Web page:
It must have been generally known in Damascus that Saul had been blinded by an extraordinary brightness on his approach to the city, and had thus been incapacitated, for the time at least, for the work of persecution for which he had been sent. Further than this nothing could be known, unless Saul had himself disclosed the great change which his spirit had undergone. And this is not likely, and seems to be disproved by the fact that, at the end of three days, Ananias knew nothing of it. We may, however, suppose that the Christians, from what they did know, would be likely to infer that their Lord had interposed in a special and signal manner for their protection, by the sudden prostration of the intended oppressor. Great must have been their surprise and adoring thankfulness when the result appeared. For no sooner had Saul recovered his sight and been baptized, by which he joined their body and became known to them as a convert, than any distrust which may have lurked in their minds for a moment was speedily removed, by the bold and decided measure he took of proceeding at once to the Jewish synagogues, and publicly declaring in them the conviction he had so marvellously realized, that “Jesus was the Son of God.” He doubtless stated, as he was apt to do, what had brought him to this conviction, and he was now able to employ his rabbinical and pharisaical learning in upholding the cause he had once labored to destroy, and in confuting the arguments which had once satisfied his own mind. Blank amazement at the first intimation of this astounding change in such a man, whose doings at Jerusalem were well known, as well as the object of his presence in Damascus, seems to have been followed by some curiosity to hear how he would account for it. This gained him attention; and not the less as they saw he was not a man to be put down by idle clamor. But when that curiosity was satisfied and they saw him prepared to gainsay the whole course of his previous life, and to discard with abhorrence and grief the commission with which he had been entrusted, he became the object of intense hatred, rising into rage with the increasing energy and boldness with which he went on arguing and proving, in the synagogues, with irresistible force, that Jesus was indeed the Messiah.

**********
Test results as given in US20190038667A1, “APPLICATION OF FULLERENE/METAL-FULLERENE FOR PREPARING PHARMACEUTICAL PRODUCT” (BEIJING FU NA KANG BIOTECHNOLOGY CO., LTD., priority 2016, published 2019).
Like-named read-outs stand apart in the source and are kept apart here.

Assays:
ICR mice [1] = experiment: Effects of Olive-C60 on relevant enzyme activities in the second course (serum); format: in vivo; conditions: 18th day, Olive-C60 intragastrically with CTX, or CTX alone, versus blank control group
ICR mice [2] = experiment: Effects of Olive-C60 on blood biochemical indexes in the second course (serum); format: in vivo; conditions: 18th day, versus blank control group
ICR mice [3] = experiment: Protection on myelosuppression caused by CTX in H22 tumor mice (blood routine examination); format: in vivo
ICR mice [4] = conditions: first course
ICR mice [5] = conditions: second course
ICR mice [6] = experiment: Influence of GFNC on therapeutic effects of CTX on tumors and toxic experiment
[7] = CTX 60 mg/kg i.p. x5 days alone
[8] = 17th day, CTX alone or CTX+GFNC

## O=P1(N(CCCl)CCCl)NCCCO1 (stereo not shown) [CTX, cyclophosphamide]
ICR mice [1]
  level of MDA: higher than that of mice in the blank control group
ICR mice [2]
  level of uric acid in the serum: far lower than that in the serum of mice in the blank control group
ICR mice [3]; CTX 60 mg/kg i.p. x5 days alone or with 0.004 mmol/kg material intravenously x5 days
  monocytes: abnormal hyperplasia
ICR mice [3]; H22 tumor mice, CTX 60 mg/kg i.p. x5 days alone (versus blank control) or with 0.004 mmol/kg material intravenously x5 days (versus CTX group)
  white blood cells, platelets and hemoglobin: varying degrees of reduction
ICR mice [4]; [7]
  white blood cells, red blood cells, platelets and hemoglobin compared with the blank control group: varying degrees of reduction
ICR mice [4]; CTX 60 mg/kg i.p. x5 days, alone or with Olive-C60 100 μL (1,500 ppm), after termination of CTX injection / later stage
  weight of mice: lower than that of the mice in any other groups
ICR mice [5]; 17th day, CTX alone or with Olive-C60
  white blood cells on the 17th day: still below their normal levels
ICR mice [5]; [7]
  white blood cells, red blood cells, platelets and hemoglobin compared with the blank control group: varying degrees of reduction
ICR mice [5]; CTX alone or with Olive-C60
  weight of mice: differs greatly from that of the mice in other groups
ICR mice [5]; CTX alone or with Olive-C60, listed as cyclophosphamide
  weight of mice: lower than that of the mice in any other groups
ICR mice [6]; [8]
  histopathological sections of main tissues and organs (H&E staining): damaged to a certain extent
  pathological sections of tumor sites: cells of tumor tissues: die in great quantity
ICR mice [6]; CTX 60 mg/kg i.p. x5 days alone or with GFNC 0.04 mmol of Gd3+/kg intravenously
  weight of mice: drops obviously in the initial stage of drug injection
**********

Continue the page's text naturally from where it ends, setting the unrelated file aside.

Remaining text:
This could not last long. It is evident that the excitement raised among the Jews of Damascus, who must have regarded him as the most faithless of apostates, would place his life in much danger; and nothing could be more likely than the speedy arrival of a new delegate from Jerusalem, empowered to supersede him, and to bring him back for condign punishment. We know from his own account in Gal_1:17, that he left Damascus; and these considerations render it probable that his first stay was not of long duration. He had put in his testimony for Christ, and left it to its work.